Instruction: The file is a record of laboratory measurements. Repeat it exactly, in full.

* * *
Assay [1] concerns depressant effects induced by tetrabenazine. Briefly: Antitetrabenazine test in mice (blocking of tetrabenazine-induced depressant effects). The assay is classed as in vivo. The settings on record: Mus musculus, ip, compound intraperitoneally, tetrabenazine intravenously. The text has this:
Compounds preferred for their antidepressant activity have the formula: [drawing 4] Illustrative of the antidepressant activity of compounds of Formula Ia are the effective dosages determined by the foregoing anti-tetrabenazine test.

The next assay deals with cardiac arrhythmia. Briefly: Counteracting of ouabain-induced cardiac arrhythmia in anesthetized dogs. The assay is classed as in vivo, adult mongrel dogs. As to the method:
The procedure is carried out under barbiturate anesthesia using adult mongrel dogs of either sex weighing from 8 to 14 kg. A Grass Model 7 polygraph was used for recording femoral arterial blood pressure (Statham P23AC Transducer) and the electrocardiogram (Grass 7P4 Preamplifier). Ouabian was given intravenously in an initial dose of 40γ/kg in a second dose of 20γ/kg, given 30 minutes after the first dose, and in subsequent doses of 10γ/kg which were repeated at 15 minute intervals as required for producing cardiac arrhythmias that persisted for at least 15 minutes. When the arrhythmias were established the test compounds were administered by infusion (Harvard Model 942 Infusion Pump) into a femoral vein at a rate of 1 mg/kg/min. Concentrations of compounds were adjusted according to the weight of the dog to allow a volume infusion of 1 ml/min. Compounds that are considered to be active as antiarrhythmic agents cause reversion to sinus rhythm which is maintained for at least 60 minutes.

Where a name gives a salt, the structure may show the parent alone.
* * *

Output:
Assay [1] concerns depressant effects induced by tetrabenazine. Briefly: Antitetrabenazine test in mice (blocking of tetrabenazine-induced depressant effects). The assay is classed as in vivo. The settings on record: Mus musculus, ip, compound intraperitoneally, tetrabenazine intravenously. The text has this:
Compounds preferred for their antidepressant activity have the formula: [drawing 4] Illustrative of the antidepressant activity of compounds of Formula Ia are the effective dosages determined by the foregoing anti-tetrabenazine test.

The next assay deals with cardiac arrhythmia. Briefly: Counteracting of ouabain-induced cardiac arrhythmia in anesthetized dogs. The assay is classed as in vivo, adult mongrel dogs. As to the method:
The procedure is carried out under barbiturate anesthesia using adult mongrel dogs of either sex weighing from 8 to 14 kg. A Grass Model 7 polygraph was used for recording femoral arterial blood pressure (Statham P23AC Transducer) and the electrocardiogram (Grass 7P4 Preamplifier). Ouabian was given intravenously in an initial dose of 40γ/kg in a second dose of 20γ/kg, given 30 minutes after the first dose, and in subsequent doses of 10γ/kg which were repeated at 15 minute intervals as required for producing cardiac arrhythmias that persisted for at least 15 minutes. When the arrhythmias were established the test compounds were administered by infusion (Harvard Model 942 Infusion Pump) into a femoral vein at a rate of 1 mg/kg/min. Concentrations of compounds were adjusted according to the weight of the dog to allow a volume infusion of 1 ml/min. Compounds that are considered to be active as antiarrhythmic agents cause reversion to sinus rhythm which is maintained for at least 60 minutes.

Where a name gives a salt, the structure may show the parent alone.